Re: Java and UTF

From: Glen Perkins (
Date: Wed Jul 02 1997 - 13:57:36 EDT

Pierre"Daniel R. Kegel" <> wrote:
> Pierre wrote:
> > I know about these, and, because they also store the length (a binary
> >number), they're useless for, say, a Unicode plain-text editor.
> No, they're still quite useful; you just have to strip off the
> length. Use a memory stream rather than a file stream,
> strip off the two extra bytes, and write the buffer to disk. Voila!
> I am still looking for better UTF methods in Java- I think the String
> class might in fact have a toByteArray() sort of method- but I think
> it's fair to say that Java can do UTF, and you can write a UTF-8
> plain text editor in it without too much fuss.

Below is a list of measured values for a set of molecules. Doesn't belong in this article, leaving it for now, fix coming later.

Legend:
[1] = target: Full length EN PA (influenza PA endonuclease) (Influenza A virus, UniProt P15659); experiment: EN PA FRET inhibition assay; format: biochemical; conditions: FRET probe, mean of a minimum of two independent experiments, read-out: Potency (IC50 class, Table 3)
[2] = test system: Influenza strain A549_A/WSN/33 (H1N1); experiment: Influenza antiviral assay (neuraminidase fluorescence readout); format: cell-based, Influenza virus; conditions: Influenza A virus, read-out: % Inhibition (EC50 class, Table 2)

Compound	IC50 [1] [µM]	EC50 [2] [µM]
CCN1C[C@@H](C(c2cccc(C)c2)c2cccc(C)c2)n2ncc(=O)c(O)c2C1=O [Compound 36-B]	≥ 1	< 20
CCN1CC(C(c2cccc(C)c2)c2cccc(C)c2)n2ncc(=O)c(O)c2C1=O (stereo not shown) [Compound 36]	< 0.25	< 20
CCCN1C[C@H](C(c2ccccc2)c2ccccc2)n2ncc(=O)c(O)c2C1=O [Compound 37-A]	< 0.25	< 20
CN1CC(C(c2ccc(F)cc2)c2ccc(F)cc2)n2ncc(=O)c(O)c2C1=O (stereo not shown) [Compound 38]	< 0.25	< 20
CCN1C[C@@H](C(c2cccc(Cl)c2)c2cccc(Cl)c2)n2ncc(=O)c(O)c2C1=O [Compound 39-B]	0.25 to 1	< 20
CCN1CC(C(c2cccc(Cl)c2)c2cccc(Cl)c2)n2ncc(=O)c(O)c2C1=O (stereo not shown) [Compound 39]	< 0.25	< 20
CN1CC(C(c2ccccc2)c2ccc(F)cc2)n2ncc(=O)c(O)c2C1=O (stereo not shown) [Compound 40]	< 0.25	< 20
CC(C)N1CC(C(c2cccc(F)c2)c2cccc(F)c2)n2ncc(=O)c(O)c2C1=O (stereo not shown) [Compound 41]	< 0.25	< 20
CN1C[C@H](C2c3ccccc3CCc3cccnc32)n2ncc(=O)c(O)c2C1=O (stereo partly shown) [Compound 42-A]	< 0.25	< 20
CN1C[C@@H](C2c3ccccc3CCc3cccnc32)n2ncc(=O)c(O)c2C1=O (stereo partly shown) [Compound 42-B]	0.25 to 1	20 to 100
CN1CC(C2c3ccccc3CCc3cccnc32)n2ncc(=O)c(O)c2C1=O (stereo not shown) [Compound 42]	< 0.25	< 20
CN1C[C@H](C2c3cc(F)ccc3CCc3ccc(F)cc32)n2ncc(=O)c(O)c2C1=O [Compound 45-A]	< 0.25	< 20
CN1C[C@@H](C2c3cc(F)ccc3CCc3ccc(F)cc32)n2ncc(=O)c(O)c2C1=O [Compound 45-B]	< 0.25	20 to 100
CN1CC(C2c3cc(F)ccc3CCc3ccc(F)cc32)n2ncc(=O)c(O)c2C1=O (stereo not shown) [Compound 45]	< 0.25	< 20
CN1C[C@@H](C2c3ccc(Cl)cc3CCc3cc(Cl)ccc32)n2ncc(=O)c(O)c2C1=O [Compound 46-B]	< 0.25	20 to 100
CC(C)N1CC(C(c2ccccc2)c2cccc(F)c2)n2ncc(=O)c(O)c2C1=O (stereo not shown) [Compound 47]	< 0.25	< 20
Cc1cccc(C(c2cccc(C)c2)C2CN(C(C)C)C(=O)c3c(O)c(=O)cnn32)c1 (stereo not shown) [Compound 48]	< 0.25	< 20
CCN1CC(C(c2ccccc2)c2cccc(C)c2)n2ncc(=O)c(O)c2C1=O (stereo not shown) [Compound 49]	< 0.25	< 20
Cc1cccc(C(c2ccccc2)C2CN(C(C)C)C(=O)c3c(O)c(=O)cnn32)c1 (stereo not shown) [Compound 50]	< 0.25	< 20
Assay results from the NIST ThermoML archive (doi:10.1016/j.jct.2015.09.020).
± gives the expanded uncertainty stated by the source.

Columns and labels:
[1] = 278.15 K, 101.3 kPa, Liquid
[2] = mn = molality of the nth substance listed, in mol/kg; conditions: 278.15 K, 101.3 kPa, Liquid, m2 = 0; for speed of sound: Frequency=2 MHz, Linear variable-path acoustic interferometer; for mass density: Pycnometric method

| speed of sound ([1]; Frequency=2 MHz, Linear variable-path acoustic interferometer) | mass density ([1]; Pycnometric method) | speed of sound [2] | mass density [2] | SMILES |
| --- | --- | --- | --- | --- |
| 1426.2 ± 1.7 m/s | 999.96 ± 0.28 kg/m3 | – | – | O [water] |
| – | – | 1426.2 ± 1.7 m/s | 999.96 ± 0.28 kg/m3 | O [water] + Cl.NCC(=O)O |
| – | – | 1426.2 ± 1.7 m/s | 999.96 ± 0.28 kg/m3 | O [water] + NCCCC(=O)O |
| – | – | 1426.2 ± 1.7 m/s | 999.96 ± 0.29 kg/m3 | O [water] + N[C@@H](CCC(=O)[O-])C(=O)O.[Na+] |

> - Dan

No, no. It's easy. Here's a piece of a slide from a presentation I've
given a couple of times on Java i18n:


The best way for plain text is the new way, as in the previous examples:

  PrintWriter out = new PrintWriter(
           new BufferedWriter(
           new OutputStreamWriter(
           new FileOutputStream("out.unicode"), "UTF8")));

  out.println("Hello, \u65e5\u672c");
catch (Exception e) {System.out.println(e);}

Output from the above (contents of 'out.unicode' file):
48 65 6C 6C 6F 2C 20 E697A5 E69CAC 0D 0A
H e l l o , ni hon CR LF


That'll do it for you.

__Glen Perkins__

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